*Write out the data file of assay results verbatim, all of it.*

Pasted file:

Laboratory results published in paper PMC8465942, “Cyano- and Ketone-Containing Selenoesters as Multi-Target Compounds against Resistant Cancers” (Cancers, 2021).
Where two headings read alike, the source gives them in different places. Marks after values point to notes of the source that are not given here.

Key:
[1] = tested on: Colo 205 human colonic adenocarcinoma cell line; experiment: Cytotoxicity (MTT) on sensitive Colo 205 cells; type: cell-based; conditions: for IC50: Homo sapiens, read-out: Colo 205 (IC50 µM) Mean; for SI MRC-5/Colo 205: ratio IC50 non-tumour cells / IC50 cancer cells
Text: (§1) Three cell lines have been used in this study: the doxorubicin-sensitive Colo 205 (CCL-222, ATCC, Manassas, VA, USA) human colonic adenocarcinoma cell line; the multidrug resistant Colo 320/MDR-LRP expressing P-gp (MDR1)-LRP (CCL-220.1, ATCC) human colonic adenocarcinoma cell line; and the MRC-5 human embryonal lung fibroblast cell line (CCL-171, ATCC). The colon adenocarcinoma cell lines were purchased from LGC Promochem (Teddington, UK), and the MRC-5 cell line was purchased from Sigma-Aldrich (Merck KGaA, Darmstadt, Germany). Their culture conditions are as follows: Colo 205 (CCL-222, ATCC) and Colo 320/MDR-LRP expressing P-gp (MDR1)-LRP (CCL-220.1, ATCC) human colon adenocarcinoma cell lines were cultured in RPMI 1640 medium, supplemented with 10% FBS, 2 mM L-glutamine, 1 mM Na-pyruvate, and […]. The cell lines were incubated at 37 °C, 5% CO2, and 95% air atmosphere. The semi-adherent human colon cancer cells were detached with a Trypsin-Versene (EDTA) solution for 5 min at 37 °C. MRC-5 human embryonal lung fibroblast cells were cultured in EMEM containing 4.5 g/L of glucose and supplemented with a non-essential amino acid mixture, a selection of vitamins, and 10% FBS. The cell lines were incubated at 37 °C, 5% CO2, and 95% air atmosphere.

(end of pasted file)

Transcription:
Laboratory results published in paper PMC8465942, “Cyano- and Ketone-Containing Selenoesters as Multi-Target Compounds against Resistant Cancers” (Cancers, 2021).
Where two headings read alike, the source gives them in different places. Marks after values point to notes of the source that are not given here.

Key:
[1] = tested on: Colo 205 human colonic adenocarcinoma cell line; experiment: Cytotoxicity (MTT) on sensitive Colo 205 cells; type: cell-based; conditions: for IC50: Homo sapiens, read-out: Colo 205 (IC50 µM) Mean; for SI MRC-5/Colo 205: ratio IC50 non-tumour cells / IC50 cancer cells
Text: (§1) Three cell lines have been used in this study: the doxorubicin-sensitive Colo 205 (CCL-222, ATCC, Manassas, VA, USA) human colonic adenocarcinoma cell line; the multidrug resistant Colo 320/MDR-LRP expressing P-gp (MDR1)-LRP (CCL-220.1, ATCC) human colonic adenocarcinoma cell line; and the MRC-5 human embryonal lung fibroblast cell line (CCL-171, ATCC). The colon adenocarcinoma cell lines were purchased from LGC Promochem (Teddington, UK), and the MRC-5 cell line was purchased from Sigma-Aldrich (Merck KGaA, Darmstadt, Germany). Their culture conditions are as follows: Colo 205 (CCL-222, ATCC) and Colo 320/MDR-LRP expressing P-gp (MDR1)-LRP (CCL-220.1, ATCC) human colon adenocarcinoma cell lines were cultured in RPMI 1640 medium, supplemented with 10% FBS, 2 mM L-glutamine, 1 mM Na-pyruvate, and […]. The cell lines were incubated at 37 °C, 5% CO2, and 95% air atmosphere. The semi-adherent human colon cancer cells were detached with a Trypsin-Versene (EDTA) solution for 5 min at 37 °C. MRC-5 human embryonal lung fibroblast cells were cultured in EMEM containing 4.5 g/L of glucose and supplemented with a non-essential amino acid mixture, a selection of vitamins, and 10% FBS. The cell lines were incubated at 37 °C, 5% CO2, and 95% air atmosphere.